Pacific & New Zealand/Hāngi
Though this style is commonly associated with Hawaii, it’s really a broad-reaching cooking method throughout the Pacific islands, extending deep into kiwi territory. This is when meats, vegetables, and sauces are put under heated volcanic stones and cooked through added pressure that gives each bite a distinct flavor.
Whole suckling pig, or at least pig parts served up with gravy, this is either done by roasting an entire animal over an open fire or pan-frying pieces and parts to be eaten off skewers.
Very similar to grilling done anywhere, the only difference between Braai and backyard barbecue is that pineapple juice and vinegar play a big role in the cooking process, which makes the food far more acidic than the smoky taste we’re used to in the United States.
Smoking meats – typically pork – over hickory, pecan, or oak is how Alabama does its BBQ. Then they’ll often pull it and serve it on a roll with loads of sauce and slaw, or slather it with the Alabama white sauce that’s hot and creamy enough to kill you or revive you.
Though lumping the two Carolinas together often sends them into fits of apoplexy, the two are exceedingly similar. Both tend to focus most heavily on pork that is very dry and covered in sauces that have tangy vinegar and black pepper as their main ingredient. The big difference between North and South is that the South also favors a lot of mustard in their sauces and dips.
Links and ribs smoked in a huge hardwood smoker make up the majority of Chicago’s barbecue fare. These items are then hit with a lot of sweet and spicy sauce meant to get everywhere.
Smoked fish, mostly mullet, is the backbone of Floridian BBQ. They use mostly oak to smoke the fish and then consume it with alcohol. You’ll also find a lot of pulled pork here as part of the influx of Cubano culture.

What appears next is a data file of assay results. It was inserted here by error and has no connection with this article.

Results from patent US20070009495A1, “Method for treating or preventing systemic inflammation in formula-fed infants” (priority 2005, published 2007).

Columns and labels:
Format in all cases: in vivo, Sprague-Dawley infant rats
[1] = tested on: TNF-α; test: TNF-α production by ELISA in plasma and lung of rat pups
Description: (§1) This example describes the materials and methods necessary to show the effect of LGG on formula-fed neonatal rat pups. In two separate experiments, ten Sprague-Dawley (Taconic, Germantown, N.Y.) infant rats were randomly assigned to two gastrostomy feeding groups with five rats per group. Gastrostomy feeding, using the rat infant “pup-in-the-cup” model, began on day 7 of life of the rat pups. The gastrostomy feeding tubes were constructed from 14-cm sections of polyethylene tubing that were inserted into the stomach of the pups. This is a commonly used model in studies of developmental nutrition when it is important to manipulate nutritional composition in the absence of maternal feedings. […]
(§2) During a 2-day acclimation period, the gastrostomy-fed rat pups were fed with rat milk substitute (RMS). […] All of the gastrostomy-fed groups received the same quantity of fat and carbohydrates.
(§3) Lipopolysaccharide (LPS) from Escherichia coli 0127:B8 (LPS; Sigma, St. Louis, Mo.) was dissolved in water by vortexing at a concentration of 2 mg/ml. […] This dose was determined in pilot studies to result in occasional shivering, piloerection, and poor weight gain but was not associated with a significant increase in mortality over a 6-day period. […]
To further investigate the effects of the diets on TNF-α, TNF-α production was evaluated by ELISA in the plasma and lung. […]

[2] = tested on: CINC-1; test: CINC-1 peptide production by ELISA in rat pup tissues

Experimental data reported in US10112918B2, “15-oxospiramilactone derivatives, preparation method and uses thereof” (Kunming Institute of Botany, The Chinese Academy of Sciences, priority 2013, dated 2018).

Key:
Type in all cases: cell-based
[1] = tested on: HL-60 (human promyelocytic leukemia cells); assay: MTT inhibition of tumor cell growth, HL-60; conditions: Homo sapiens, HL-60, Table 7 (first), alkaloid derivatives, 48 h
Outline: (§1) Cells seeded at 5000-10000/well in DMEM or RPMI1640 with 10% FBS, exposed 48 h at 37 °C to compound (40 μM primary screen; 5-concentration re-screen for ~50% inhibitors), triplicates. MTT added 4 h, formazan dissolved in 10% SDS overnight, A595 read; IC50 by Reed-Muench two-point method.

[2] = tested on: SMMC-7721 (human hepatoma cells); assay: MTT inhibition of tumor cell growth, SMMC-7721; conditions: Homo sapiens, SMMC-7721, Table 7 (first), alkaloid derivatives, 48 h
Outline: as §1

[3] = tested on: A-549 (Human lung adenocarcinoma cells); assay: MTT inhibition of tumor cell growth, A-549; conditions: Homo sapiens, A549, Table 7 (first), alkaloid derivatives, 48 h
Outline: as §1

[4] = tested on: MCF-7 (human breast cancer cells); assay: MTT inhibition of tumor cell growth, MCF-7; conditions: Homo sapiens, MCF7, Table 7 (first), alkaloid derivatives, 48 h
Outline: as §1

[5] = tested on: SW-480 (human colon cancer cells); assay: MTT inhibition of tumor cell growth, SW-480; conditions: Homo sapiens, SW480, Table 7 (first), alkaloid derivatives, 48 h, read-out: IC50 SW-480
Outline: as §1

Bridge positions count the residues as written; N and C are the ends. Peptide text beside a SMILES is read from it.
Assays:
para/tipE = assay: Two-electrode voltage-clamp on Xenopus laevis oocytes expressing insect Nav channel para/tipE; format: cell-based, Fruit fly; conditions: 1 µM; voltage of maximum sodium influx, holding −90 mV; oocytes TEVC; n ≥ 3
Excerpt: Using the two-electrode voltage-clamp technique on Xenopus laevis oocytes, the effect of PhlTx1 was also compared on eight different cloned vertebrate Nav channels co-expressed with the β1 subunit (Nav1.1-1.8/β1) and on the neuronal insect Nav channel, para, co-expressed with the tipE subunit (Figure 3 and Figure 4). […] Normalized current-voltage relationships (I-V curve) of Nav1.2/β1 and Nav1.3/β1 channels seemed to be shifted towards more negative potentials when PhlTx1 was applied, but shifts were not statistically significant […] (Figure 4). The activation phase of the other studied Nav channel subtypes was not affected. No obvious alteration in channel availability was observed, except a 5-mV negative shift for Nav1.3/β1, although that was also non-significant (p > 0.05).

Tomato-based sauces that go heavy on the sweetness or slap you with pepper are what makes KC meats so delectable. Any kind of meat works, so long as you have sauce on top, sauce on the side, sauce covering the beans, and a bottle of backup sauce in case you run low on sauce.
If you’re grilling up some mutton – sheep meat – or using a “black sauce” then you’re doing BBQ the Kentucky way. Greasy and peppery with a unique texture, there’s little in the world like true Kentucky cooking.
Extreme slow smoking that uses a lot of dry rubs is how they do things in Tennessee. Many consider this dry style to be the only true way to eat BBQ, though adherents to wet style point to the vinegar and tomato Memphis sauce as a reason to get damp.
Caramelization is the word to watch in Missouri, as their meats get a healthy helping of sauces before, during, and after the cooking process. Their sauce is usually a sweet tomato-based affair that often has more than a little horseradish on the backend, all thinned out with vinegar.
Anyone who’s been there knows that Texas is actually a few states mushed together. On the eastern side you’ll see hot sauce and buns everywhere, focusing on heat, dressing, and mixing your meat with sides and carbs. Jump to the central or western side, where the Southern influence is lighter and the focus is much more on the meat itself. Sauces and sides can be seen as an insult to well grilled beef, and be careful asking for much seasoning. The focus is on raising the best cattle to produce the best meat, not on dressing it up and down with other nonsense.